Learning and memory appear to be intimately involved in the process of drug addiction [137141]. Changes in neuron morphology during and following drug addiction have been reported [142145]. To date only a few studies have focused on changes in ECM molecules accompanying drug addiction (see [146, 147] for reviews). Brown and colleagues [135] reported that icv injection of FN-439 suppressed acquisition of cocaine-induced conditioned place preference (CPP) in rats. This general MMP inhibitor also attenuated cocaine-primed reinstatement in extinguished animals. In agreement with these findings Mash et al. [148] have compared patterns of gene expression in human chronic cocaine abusers with drug-free control subjects. The cocaine abusers revealed 151 gene transcripts up-regulated and 91 down-regulated. One up-regulated transcript was RECK, a membrane-anchored MMP inhibitor associated with angiogenesis and ECM integrity. Significant decreases in hippocampal MMP-9 protein levels were also measured in the cocaine abusers. These investigators speculated that hippocampal ECM remodeling (or lack of) may characterize chronic cocaine abuse and contribute to relapse. These researchers are the first to indicate an important role for MMPs in the acquisition and reconsolidation of memories associated with cocaine addiction. Brown et al. [135] have also suggested that MMP inhibitors may be useful in disrupting an established cocaine-induced memory in that memory reconsolidation could be suppressed. Most recently these investigators have shown that MMP-9 increased in the prefrontal cortex following cocaine reinstatement of CPP in rats [149].

Mizoguchi et al. [150, 151] used an MMP-2 and -9 inhibitor to prevent methamphetamine-induced CPP in mice. They further showed that MMP-2 and -9 deficient mice displayed attenuated sensitization and cocaine CPP when methamphetamine-primed. Liu et al. [152] have further reported that with both stimulant or toxic doses of methamphetamine brain MMP-9 gene expression was up-regulated within 5 minutes. By 24 hours MMP-9 up-regulation had returned to control levels in the stimulant treated mice but was still elevated in those mice that received the higher toxic dose. MMP-9 knockout mice were capable of evidencing methamphetamine-induced neurotoxicity suggesting that MMP-9 expression is not a contributor to the neurotoxicity.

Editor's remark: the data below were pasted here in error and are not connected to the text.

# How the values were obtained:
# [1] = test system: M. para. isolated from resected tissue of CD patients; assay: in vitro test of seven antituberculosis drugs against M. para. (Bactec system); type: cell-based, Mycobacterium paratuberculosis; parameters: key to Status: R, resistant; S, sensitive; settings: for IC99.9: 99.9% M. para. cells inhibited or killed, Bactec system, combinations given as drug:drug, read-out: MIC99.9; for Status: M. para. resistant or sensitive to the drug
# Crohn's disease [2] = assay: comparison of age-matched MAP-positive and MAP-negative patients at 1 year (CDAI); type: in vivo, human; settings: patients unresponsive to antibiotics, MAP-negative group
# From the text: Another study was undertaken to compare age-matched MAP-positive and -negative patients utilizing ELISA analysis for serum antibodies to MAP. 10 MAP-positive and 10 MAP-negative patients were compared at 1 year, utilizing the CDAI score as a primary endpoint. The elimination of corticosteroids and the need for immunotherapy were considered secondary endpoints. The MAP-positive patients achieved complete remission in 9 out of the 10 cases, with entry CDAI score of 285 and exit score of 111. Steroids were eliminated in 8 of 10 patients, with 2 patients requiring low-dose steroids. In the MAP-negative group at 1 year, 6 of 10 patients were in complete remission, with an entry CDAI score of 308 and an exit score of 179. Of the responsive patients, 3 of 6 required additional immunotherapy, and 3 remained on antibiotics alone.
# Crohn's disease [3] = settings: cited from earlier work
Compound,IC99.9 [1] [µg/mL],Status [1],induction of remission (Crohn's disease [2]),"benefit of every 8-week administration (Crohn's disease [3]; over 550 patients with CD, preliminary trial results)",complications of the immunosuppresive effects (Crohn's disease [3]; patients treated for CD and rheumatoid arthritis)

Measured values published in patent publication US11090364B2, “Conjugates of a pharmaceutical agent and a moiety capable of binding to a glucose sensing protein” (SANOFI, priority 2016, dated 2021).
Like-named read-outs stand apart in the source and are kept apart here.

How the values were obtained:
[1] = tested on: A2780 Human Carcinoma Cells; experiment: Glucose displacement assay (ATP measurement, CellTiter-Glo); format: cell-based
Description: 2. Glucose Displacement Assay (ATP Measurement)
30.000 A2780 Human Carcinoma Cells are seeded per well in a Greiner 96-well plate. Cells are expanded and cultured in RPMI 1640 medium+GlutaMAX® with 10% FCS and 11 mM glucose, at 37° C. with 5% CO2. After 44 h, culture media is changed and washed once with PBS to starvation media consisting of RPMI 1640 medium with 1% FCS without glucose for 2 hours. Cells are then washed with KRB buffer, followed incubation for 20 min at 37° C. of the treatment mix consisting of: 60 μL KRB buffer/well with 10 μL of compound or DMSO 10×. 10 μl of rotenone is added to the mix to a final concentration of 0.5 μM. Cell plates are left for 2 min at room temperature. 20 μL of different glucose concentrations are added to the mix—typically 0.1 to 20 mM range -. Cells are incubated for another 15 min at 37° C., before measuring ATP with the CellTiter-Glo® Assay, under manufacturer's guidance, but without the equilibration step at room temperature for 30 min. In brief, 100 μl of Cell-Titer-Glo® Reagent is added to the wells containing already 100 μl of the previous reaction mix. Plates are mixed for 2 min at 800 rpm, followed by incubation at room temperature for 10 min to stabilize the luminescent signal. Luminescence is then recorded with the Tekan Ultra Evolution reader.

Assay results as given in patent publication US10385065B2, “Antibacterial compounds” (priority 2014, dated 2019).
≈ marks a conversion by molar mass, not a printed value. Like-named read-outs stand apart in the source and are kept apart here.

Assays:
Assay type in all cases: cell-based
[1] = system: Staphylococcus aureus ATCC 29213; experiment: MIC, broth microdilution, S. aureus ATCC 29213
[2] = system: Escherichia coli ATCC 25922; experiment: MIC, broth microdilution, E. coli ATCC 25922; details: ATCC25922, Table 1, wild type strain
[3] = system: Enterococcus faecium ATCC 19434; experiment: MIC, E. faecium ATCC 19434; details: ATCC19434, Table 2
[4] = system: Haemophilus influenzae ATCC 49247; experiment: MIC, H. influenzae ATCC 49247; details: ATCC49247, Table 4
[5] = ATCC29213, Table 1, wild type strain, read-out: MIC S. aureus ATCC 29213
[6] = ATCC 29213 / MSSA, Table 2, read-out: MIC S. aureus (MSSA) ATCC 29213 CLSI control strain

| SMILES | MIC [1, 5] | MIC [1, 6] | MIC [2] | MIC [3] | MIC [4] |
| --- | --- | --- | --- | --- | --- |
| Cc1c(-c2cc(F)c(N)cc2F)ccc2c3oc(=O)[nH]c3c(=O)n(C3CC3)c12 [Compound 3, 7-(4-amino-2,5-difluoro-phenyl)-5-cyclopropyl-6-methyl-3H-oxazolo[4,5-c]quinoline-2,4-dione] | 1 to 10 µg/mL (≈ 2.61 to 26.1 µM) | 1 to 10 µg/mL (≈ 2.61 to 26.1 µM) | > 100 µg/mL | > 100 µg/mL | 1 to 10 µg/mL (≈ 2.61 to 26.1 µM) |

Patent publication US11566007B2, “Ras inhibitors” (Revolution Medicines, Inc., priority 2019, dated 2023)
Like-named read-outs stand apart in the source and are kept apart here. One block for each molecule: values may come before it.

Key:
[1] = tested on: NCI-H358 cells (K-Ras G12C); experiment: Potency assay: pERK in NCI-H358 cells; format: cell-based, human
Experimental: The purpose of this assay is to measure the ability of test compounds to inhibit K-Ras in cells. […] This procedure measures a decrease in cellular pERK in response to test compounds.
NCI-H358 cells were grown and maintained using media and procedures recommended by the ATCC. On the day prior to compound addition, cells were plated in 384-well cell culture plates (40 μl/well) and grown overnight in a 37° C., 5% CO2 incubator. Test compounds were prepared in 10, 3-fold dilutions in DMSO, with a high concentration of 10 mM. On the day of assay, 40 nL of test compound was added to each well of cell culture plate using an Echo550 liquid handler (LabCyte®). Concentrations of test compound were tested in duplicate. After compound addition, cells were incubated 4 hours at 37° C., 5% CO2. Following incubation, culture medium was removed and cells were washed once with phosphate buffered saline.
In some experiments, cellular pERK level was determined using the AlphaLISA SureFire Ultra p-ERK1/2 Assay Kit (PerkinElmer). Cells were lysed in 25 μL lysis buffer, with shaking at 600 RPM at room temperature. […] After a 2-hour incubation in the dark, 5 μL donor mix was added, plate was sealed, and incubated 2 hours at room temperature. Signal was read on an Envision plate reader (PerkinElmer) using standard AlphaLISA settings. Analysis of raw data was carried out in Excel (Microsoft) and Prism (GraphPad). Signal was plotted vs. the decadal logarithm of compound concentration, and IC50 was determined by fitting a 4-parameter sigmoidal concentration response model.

Some years ago Sillanaukee et al. [153] compared serum MMP-9 levels of middle age male alcoholics ( 1000 g/week) and male social drinkers ( 200 g/week) in an attempt to identify a mechanism underlying alcohol-induced cardiovascular disease. MMP-9 concentrations were significantly higher in the alcoholic group as compared with social drinkers. These results are important given recent evidence that alcohol treatment not only increased MMP-1, -2, and -9 activity and decreased TIMP-1 and -2, but also increased blood-brain barrier permeability [154]. These researchers suggested that the elevations in MMP could be responsible for basement membrane degradation leading to a reduction in barrier tightness. Our laboratory has established a relationship between ethanol-induced impairment of spatial memory (Morris water maze task) and decreased MMP-9 levels in the hippocampus and prefrontal cortex [155] in rats tested over a period of several days. Presumably these ethanol-induced declines in active MMP-9 levels attenuated the formation of new neural pathways thus interfering with memory consolidation.

These findings suggest that deviations in brain MMP activity may be prerequisite to reconfiguration of the ECM molecules that permit synaptic reconfiguration and the establishment of new memories. This appears to hold for memories associated with, and in support of, addictive drugs as well.

5. Conclusion